What's a meta for? Sorry; bad joke. These sheets introduce your students to the metaphor.

Metaphors and similes both act as "shortcut" comparisons, but metaphors are indirect. Metaphors are the heart and soul of poetry, literature, and art. The following collection of activity sheets will teach your students how to identify and interpret metaphors. Activities include rewriting prompts as metaphors, defining metaphors, identifying comparisons, transforming similes into metaphors, and more. Answer keys have been provided for instructors, but note that in some cases, student answers will vary.

Fun Activity: While authors and speakers should try to avoid mixing metaphors, they can be fun. Have your students try to come up with good ones, such as "We'll burn that bridge when we come to it."

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The Road Not Taken

Two roads diverged in a yellow wood, And sorry I could not travel both And be one traveler, long I stood And looked down one as far as I could To where it bent in the undergrowth.

Understanding Metaphors

The metaphors in each picture below are very similar. Study the picture and read the sentence. Using what is happening in the picture as a clue, explain each metaphor.


A metaphor is a kind of figurative language that is a direct comparison between two unlike things. You can tell the difference because a simile uses the words "like" or "as." Metaphors are often constructed using the verb "to be."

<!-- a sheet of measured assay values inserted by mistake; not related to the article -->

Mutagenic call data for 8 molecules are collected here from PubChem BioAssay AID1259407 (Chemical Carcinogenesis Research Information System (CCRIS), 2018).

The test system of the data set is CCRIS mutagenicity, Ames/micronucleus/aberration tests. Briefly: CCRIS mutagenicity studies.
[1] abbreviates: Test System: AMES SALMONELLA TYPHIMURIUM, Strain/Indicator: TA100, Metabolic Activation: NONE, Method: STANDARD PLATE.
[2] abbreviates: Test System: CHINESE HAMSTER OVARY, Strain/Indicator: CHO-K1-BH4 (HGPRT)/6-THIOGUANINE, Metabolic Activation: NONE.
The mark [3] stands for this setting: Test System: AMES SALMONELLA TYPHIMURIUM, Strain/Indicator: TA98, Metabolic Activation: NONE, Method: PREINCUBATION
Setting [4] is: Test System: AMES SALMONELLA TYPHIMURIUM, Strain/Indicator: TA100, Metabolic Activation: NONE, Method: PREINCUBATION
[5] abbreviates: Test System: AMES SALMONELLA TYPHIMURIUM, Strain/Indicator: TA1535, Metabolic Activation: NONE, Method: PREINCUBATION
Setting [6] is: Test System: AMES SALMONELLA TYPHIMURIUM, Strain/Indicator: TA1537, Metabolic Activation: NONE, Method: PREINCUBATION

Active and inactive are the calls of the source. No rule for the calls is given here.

To Compare Things

Underline the metaphor in each sentence below. Then identify the two things that are being compared.

The Simile

A simile is a figure of speech that compares two things that are not normally alike. A simile always uses the words like or as to make the comparison.

Understanding Similes

Examples: My mother is as pliable as a marshmallow. The dog was as fierce as a wolf.

How About It?

Circle the simile in each sentence. On the lines, fill in what two things are being compared.

Crafting Originals

Practice writing similes by thinking of new comparisons for each adjective. Also complete each sentence by thinking of similes for the verbs.

Sentences the Pop!

You can uses similes to make your writing more interesting. In this exercise, replace the simple adjective in each sentence with a simile.

Writing Metaphors

Rewrite each sentence and create your own awesome meaning.

Recognizing and Using Metaphors

Underline the metaphor in each sentence. Create your own way to express each of the thoughts below it.

Location, Location

Read the passage. Underline all of the metaphors that you find.

The Poem as Metaphor

In fact, a poem itself can be a metaphor. Read the poem. Then answer the questions below.

Is That One?

See how far you have gotten with this skill.

Chop It Up!

Identify the two things that are being compared, then explain the metaphor.


Fill in a word to complete each simile.

Verbs + Adjectives

Using the patterns shown above, say that someone some physical or mental quality.

Describe Yourself

How do you feel? How do you look? How do you act?

The Sun

Read the poem aloud. Answer the questions.

The Power

A quick example is a little like that old saying: a picture is worth a thousand words.

Love is...

How many metaphors can you create about love? Fill in the blanks. Then trade papers with a classmate.

Write em' Up

Piece all of that together: cotton candy, army, trophy, music, worm, cloud, chain, garden, fruit, map

Like or As a Subject

Write a simile about each subject. Remember to use the words like or as.